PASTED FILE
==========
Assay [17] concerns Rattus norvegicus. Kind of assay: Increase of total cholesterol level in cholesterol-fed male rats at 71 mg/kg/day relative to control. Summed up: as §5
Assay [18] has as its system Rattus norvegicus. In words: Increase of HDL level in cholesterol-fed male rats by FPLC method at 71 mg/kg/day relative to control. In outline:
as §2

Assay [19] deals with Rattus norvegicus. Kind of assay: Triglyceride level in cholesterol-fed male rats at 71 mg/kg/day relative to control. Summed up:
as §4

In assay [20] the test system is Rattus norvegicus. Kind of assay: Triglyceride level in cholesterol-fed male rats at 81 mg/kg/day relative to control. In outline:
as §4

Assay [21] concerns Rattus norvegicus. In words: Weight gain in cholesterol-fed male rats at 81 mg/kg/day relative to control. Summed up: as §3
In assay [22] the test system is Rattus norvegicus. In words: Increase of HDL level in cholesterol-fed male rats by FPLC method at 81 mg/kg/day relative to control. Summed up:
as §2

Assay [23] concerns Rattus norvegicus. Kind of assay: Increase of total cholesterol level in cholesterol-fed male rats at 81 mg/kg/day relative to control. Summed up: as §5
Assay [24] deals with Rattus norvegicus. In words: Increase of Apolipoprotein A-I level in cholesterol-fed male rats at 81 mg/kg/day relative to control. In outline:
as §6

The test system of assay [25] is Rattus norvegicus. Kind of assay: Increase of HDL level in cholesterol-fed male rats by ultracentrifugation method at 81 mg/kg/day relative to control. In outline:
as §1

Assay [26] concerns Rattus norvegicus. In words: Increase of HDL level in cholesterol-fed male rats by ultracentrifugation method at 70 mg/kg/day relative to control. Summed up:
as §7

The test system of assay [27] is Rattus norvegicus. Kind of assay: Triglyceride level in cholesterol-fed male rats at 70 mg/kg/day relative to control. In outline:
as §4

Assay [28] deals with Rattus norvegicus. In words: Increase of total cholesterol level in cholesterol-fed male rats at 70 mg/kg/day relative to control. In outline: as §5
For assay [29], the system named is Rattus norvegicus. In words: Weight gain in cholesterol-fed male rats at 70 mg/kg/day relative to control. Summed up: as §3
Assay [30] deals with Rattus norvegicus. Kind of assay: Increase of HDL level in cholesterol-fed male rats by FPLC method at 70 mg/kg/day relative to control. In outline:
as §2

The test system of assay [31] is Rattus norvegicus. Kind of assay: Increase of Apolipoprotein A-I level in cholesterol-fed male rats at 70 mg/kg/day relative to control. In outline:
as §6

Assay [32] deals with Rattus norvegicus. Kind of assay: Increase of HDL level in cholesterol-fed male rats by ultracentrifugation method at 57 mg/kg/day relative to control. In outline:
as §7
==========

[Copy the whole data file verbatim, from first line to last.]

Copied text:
Assay [17] concerns Rattus norvegicus. Kind of assay: Increase of total cholesterol level in cholesterol-fed male rats at 71 mg/kg/day relative to control. Summed up: as §5
Assay [18] has as its system Rattus norvegicus. In words: Increase of HDL level in cholesterol-fed male rats by FPLC method at 71 mg/kg/day relative to control. In outline:
as §2

Assay [19] deals with Rattus norvegicus. Kind of assay: Triglyceride level in cholesterol-fed male rats at 71 mg/kg/day relative to control. Summed up:
as §4

In assay [20] the test system is Rattus norvegicus. Kind of assay: Triglyceride level in cholesterol-fed male rats at 81 mg/kg/day relative to control. In outline:
as §4

Assay [21] concerns Rattus norvegicus. In words: Weight gain in cholesterol-fed male rats at 81 mg/kg/day relative to control. Summed up: as §3
In assay [22] the test system is Rattus norvegicus. In words: Increase of HDL level in cholesterol-fed male rats by FPLC method at 81 mg/kg/day relative to control. Summed up:
as §2

Assay [23] concerns Rattus norvegicus. Kind of assay: Increase of total cholesterol level in cholesterol-fed male rats at 81 mg/kg/day relative to control. Summed up: as §5
Assay [24] deals with Rattus norvegicus. In words: Increase of Apolipoprotein A-I level in cholesterol-fed male rats at 81 mg/kg/day relative to control. In outline:
as §6

The test system of assay [25] is Rattus norvegicus. Kind of assay: Increase of HDL level in cholesterol-fed male rats by ultracentrifugation method at 81 mg/kg/day relative to control. In outline:
as §1

Assay [26] concerns Rattus norvegicus. In words: Increase of HDL level in cholesterol-fed male rats by ultracentrifugation method at 70 mg/kg/day relative to control. Summed up:
as §7

The test system of assay [27] is Rattus norvegicus. Kind of assay: Triglyceride level in cholesterol-fed male rats at 70 mg/kg/day relative to control. In outline:
as §4

Assay [28] deals with Rattus norvegicus. In words: Increase of total cholesterol level in cholesterol-fed male rats at 70 mg/kg/day relative to control. In outline: as §5
For assay [29], the system named is Rattus norvegicus. In words: Weight gain in cholesterol-fed male rats at 70 mg/kg/day relative to control. Summed up: as §3
Assay [30] deals with Rattus norvegicus. Kind of assay: Increase of HDL level in cholesterol-fed male rats by FPLC method at 70 mg/kg/day relative to control. In outline:
as §2

The test system of assay [31] is Rattus norvegicus. Kind of assay: Increase of Apolipoprotein A-I level in cholesterol-fed male rats at 70 mg/kg/day relative to control. In outline:
as §6

Assay [32] deals with Rattus norvegicus. Kind of assay: Increase of HDL level in cholesterol-fed male rats by ultracentrifugation method at 57 mg/kg/day relative to control. In outline:
as §7